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intr.v. squirmed, squirm·ing, squirms
1. To twist about in a wriggling, snakelike motion; writhe.
2. To feel or exhibit signs of humiliation or embarrassment.
1. The act of squirming.
2. A squirming movement.

[Origin unknown.]

squirm′er n.
squirm′y adj.
American Heritage® Dictionary of the English Language, Fifth Edition. Copyright © 2016 by Houghton Mifflin Harcourt Publishing Company. Published by Houghton Mifflin Harcourt Publishing Company. All rights reserved.
ThesaurusAntonymsRelated WordsSynonymsLegend:
Noun1.squirmer - one who can't stay still (especially a child)squirmer - one who can't stay still (especially a child); "the toddler was a real wiggler on plane trips"
individual, mortal, person, somebody, someone, soul - a human being; "there was too much for one person to do"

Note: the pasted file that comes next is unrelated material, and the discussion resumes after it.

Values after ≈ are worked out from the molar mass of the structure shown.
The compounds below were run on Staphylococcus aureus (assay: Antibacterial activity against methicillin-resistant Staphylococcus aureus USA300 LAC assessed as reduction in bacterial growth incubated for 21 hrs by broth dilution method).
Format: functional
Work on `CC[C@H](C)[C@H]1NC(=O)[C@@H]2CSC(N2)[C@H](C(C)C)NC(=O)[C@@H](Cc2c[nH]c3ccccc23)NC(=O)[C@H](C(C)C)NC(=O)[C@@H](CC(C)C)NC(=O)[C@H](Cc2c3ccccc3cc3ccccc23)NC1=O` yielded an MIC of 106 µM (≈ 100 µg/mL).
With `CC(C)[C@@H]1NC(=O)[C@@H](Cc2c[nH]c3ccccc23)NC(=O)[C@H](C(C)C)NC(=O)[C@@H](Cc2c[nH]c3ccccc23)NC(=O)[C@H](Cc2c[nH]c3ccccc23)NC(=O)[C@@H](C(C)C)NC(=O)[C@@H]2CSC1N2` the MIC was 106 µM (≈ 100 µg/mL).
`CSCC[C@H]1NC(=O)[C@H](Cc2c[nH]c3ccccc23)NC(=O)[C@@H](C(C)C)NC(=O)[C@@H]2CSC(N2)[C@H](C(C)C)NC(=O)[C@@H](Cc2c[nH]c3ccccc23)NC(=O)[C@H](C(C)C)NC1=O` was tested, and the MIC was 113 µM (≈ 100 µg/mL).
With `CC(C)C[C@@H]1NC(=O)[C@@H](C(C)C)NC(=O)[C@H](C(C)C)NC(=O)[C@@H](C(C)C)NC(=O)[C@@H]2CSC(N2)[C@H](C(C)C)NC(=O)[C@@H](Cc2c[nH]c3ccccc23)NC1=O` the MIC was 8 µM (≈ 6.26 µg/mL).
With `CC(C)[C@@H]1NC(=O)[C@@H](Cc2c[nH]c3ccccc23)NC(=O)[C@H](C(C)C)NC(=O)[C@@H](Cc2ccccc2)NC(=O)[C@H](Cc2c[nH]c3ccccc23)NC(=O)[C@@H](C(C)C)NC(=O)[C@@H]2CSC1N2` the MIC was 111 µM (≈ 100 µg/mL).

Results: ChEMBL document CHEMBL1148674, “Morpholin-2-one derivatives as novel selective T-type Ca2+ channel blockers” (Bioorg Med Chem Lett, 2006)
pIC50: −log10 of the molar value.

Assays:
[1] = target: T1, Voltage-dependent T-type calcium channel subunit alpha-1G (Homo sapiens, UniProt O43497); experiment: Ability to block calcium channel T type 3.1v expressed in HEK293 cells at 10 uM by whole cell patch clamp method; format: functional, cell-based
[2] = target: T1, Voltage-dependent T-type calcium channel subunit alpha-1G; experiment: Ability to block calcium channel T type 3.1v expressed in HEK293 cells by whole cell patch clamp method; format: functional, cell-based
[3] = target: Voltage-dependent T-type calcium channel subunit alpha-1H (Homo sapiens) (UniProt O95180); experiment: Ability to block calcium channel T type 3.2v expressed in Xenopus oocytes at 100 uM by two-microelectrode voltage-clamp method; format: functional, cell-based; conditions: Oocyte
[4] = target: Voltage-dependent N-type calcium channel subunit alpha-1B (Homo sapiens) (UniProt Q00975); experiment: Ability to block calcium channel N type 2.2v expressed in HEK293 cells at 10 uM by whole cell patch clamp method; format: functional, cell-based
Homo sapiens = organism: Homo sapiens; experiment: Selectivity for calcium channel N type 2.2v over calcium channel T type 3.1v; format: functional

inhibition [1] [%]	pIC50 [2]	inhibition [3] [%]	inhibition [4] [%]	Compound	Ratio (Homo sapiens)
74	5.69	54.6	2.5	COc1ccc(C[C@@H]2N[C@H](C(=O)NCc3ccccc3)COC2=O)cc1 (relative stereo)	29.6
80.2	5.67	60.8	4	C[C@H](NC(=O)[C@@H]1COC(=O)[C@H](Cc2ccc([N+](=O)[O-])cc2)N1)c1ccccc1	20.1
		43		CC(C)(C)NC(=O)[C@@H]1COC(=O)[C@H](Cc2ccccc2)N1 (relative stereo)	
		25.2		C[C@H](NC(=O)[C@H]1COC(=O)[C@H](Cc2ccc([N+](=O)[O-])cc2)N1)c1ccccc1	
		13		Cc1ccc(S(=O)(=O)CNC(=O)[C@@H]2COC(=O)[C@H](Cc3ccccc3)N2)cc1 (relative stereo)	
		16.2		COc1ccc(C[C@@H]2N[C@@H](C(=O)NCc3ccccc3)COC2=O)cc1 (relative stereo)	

Based on WordNet 3.0, Farlex clipart collection. © 2003-2012 Princeton University, Farlex Inc.
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References in classic literature ?
Aren't they beauties?" said the proud papa, beaming upon the little red squirmers as if they were unfledged angels.
The fightback looked unlikely but keeper Neil Parry couldn't hold Simeon Jackson's second-half squirmer and Cody Cooke pounced.
Mitrovic, a controversial figure who has split fans, is the real squirmer. He made it five goals in 14 days this week as Fulham continue to barnstorm the Championship.